When the sun shines in February, you can really sense that spring is just around the corner. With spring bulbs flowering and buds swelling on the trees, it’s a great time to get outdoors. And although there may still be cold weather ahead, there’s plenty to do in the garden. Here are our top gardening jobs for February.
Your essential February checklist
- If your fruit trees are showing early blossoms and buds, you may need to protect them with garden fleece against cold snaps.
- If you’ve got raised beds, you can start warming the soil up now by covering them with garden fleece.
- A warm spell may encourage perennial weeds to make an appearance – this is your chance to blitz them before they get established by digging them up. Make sure you’ve got the whole root out as any pieces will sprout a new weed plant!
- Check your tools, clean and sharpen them, ready for spring.
- Clean out nest boxes, ready for the nesting season. Remember to keep feeders and bird baths filled and clear of ice.
- If you have acid soil, now is the time to add some lime such as Westland Garden Lime.
- Watch out for slugs! This is the time of year when they start making an appearance, so if you start to see damage to brassicas or young plants then get the slug defences up and running. Pick a dry day and apply Nemaslug nematodes to the vegetable plot.
- Make sure you keep topping up the bird feeders, as small birds will be struggling to find food in February.
In the vegetable garden
- Get a head start on your vegetable garden by sowing seeds in the greenhouse. Kale, tomatoes and sweet peas can all be sown indoors towards the end of February.
- Consider installing a greenhouse heater to protect your seedlings against sudden cold snaps this month. If you don’t have a greenhouse, a windowsill Propagator Kit is a great space-saving alternative.
- Start chitting first early potatoes towards the end of February to give them a head start when you plant them out. Place your seed potatoes in a bright, frost-free place indoors, with the ‘eyes’ pointing upwards. They’ll be ready to plant in 4-6 weeks, once they’ve sprouted shoots.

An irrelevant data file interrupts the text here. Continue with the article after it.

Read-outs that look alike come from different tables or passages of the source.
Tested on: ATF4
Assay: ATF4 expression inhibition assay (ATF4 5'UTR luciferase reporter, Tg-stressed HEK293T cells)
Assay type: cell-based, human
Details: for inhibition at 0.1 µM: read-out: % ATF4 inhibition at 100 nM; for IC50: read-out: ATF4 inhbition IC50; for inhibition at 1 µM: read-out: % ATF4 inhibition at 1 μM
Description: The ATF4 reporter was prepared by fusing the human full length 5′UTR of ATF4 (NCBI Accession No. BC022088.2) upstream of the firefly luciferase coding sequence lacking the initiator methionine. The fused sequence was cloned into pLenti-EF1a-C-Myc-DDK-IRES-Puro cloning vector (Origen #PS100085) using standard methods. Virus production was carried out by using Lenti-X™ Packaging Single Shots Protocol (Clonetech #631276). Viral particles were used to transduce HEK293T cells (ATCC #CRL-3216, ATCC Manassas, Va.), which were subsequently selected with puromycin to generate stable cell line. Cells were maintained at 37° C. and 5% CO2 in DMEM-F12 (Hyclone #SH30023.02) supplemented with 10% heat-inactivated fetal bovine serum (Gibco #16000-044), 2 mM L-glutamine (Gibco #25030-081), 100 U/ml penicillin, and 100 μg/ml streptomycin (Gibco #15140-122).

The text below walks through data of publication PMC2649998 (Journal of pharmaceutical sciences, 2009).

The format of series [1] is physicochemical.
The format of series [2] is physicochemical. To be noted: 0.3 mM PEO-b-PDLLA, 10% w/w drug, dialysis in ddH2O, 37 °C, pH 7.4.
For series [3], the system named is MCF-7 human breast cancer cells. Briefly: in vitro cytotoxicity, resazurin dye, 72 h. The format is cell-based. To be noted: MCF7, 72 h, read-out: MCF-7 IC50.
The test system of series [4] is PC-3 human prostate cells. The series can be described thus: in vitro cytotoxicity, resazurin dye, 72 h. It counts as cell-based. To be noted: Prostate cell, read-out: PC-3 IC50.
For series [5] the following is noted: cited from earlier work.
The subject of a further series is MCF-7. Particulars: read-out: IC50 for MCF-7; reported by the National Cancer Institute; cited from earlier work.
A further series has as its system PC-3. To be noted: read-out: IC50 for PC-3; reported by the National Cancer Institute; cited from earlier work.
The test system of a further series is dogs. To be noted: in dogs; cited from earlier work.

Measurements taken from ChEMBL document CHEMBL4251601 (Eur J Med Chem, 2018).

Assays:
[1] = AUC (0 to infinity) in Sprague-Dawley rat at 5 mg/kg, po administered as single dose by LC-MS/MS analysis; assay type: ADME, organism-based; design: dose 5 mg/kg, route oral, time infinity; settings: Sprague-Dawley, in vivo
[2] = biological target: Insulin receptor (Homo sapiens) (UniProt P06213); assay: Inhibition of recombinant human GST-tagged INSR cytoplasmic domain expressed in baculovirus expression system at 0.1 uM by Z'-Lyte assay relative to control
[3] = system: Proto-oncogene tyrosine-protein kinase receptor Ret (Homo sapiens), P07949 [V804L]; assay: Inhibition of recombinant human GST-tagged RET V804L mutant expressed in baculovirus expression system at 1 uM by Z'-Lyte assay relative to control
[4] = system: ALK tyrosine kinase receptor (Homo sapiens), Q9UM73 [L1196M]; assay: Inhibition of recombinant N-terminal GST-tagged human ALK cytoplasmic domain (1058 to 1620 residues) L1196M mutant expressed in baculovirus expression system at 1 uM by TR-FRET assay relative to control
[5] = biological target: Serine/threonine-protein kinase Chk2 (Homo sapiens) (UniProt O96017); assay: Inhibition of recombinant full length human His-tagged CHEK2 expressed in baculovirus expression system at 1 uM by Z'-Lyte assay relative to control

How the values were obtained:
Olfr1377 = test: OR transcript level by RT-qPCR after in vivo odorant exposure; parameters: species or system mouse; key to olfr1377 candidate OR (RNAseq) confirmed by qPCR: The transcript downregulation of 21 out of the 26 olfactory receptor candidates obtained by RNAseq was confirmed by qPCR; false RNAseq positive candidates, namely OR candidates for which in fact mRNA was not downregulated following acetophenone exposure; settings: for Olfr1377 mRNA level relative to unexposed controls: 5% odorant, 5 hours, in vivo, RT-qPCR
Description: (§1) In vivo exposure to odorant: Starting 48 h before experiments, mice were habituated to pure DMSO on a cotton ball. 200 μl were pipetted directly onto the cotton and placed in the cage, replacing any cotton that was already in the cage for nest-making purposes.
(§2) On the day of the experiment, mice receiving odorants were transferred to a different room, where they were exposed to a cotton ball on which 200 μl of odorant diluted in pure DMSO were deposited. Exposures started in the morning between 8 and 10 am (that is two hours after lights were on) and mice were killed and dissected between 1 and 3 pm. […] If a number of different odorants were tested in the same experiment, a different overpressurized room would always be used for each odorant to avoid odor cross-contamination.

- Watch the weather forecast and protect early-flowering small fruit trees and bushes against hard frosts by covering them with horticultural fleece overnight. Remove the fleece during the day so that pollinators can reach the flowers.
- Clear vegetable beds of weeds and cover them with fleece or black polythene to warm up the soil, ready for early sowings.
- Prune autumn-fruiting raspberries, cutting all canes down to ground level.
- If you have rhubarb plants, cover them with pots to force an early tender crop.
- Prune autumn-fruiting raspberry canes right down to the ground to boost new canes, which will carry the fruit in the autumn. Summer-fruiting canes need to be trimmed to just above a bud to encourage new growth.
In the border
- Deadhead winter pansies for a second flush of flowers in spring.
- Prune winter-flowering shrubs such as winter jasmine, mahonia and heather once they finish flowering.
- Prune bush roses now before they start to put on new growth. Remove any dead, damaged or crossing branches, as well as any spindly weak growth. Then shorten the remaining stems by half, cutting just above an outward-facing bud.
- Prune wisteria, cutting back last year’s side shoots to 3-4 buds from the main framework of the climber.
- Prune group 3 (late summer flowering) clematis, cutting back to buds about 30cm (12in) from the base.
- Cut back Cornus sanguinea (shrubby dogwood) cultivars to within 15cm (6in) of ground level. This will promote the growth of new coloured young stems that will brighten up your garden next winter.
- Once snowdrops have finished flowering, but before the leaves start to wither, dig up large established clumps, divide and replant them, to encourage the snowdrops to spread.
- Now’s a good time to plant new shrubs and trees, provided the ground isn’t frozen or waterlogged. It’s also the time to move plants that are in the wrong place.
- Plant summer bulbs like agapanthus and lilies in pots in a greenhouse, ready to be moved outdoors after the last frosts.